Expectations within the offshore oil and gas sector have changed over the years such that exposure of staff to risk has become increasingly unacceptable.
Loss control through good health must therefore be viewed as an integral part of every manager’s job to ensure the provision of high-quality, low-risk working environments.
The safety culture offshore comprises a combination of employee attitudes, values and behaviours which in turn reflects the commitment and actions of the operator to safety,
Any organisation which fails to identify where risk occurs is effectively displaying the behaviour of an ostrich with its head in the sand, particularly in the current climate of accountability and employee awareness.
Failures could be catastrophic if a disaster occurs offshore in terms of loss of life, reputation and loss of revenue for the company and the country. A knock-on effect might be fuel prices on the stock market that fluctuate rapidly when there are offshore incidents.
The oil and gas industry has increasingly turned to the offshore medic to undertake an expanded role incorporating occupational health and safety.
Many responsible operators have moved away from the medic undertaking traditional non-health and safety-related tasks to those who focus on the Health Maintenance of offshore personnel. The aim is to avoid or eliminate health hazards by identifying health problems at source.
Engineering efforts should be aimed at eliminating failures that interfere with the health of the employee. Zero ill health through prevention is the ultimate goal.
Health maintenance – the engineering approach
The health of an offshore worker can be categorised using an engineering approach. This is:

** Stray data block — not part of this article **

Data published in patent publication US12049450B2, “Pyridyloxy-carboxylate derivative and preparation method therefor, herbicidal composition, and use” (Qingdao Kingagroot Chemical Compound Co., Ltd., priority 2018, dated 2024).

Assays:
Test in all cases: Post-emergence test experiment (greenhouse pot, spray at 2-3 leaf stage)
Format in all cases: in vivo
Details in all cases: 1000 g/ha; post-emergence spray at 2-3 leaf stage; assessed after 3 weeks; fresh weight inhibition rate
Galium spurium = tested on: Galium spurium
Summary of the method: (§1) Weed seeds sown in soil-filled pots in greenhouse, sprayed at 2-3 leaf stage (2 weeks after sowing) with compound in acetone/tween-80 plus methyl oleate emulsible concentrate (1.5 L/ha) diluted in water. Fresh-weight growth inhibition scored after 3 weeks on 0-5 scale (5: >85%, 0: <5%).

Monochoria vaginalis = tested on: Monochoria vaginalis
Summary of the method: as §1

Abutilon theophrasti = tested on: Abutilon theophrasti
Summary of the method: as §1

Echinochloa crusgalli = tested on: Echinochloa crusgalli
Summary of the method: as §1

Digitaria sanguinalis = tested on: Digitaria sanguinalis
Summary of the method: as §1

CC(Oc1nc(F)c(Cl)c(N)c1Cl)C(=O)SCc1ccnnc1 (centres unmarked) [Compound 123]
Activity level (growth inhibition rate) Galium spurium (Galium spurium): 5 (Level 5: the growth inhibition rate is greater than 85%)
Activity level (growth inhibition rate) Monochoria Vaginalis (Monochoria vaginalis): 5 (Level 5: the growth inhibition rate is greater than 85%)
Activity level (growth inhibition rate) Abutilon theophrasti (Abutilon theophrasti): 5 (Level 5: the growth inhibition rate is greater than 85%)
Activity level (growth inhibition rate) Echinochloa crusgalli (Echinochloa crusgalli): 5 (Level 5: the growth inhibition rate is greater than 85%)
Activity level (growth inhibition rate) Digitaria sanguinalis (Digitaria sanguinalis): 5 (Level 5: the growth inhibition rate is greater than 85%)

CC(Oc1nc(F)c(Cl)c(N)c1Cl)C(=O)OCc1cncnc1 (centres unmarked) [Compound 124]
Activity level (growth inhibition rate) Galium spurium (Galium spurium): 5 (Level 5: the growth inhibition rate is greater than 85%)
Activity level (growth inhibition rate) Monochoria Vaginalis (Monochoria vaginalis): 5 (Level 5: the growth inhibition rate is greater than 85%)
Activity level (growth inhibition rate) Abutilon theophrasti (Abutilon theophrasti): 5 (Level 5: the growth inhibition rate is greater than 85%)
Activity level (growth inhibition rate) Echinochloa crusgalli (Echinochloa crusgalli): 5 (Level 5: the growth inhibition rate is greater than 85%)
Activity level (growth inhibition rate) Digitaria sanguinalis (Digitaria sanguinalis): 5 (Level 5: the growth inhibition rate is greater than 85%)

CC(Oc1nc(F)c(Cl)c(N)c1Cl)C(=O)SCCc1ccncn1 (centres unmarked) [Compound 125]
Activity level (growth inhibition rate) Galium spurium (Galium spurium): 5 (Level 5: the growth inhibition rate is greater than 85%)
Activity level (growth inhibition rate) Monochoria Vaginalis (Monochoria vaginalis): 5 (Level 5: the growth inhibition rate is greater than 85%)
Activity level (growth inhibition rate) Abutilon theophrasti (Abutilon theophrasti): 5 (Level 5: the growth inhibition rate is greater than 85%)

o Predictive health maintenance. We know that if we put diesel in a petrol engine it can be predicted it will not run and will damage the engine with resulting break down. Predictive health maintenance takes the approach that if we expose employees to certain conditions such as loud noise, asbestos or vibrating machinery ill health will result. We can even predict the type of ill health or medical condition.
o Preventive health maintenance. Checking tyre pressures, oil levels, brake fluid and windscreen washer levels help avoid future problems. Preventive health maintenance is health surveillance where the medic carries out assessment of hearing, skin and lungs. The medic can detect changes early and take action to refer to the company medical adviser to ensure any future damage is avoided.
o Planned health maintenance: Planned maintenance is where the car is serviced regularly, tyres are checked for tread depth, and the car is washed and waxed to avoid body damage. Planned health maintenance is where the medic undertakes health promotion, lifestyle advice, smoking cessation programmes and medications are declared to ensure the employee knows what support is available.
o Unscheduled health maintenance: Unscheduled maintenance is when the engine breaks down unexpectedly. Unscheduled health maintenance is the core function for the offshore medic. When serious health conditions develop, the medic and his/her onshore support team is there to provide the emergency medical assistance to all offshore workers.
Health maintenance policy and practice offshore reflects the differing needs of companies, for example drilling, diving, production and so-forth. Health maintenance must, however, be a key ingredient of everybody’s drive to eliminate ill health losses.
The objective must be to avoid and reduce ill health requiring treatment or causing lost time. In the final analysis, it is people – employees and their supervisors and managers who make strategies, policies, organisations and systems work to maximum effect.
Following the above principles promotes the health and wellbeing of the industry’s most valuable resource – the people living and working in the harsh environment of the North Sea.
Dr William Freeland MBChB, MSC is medical director for medical staffing and supply chain at Abermed.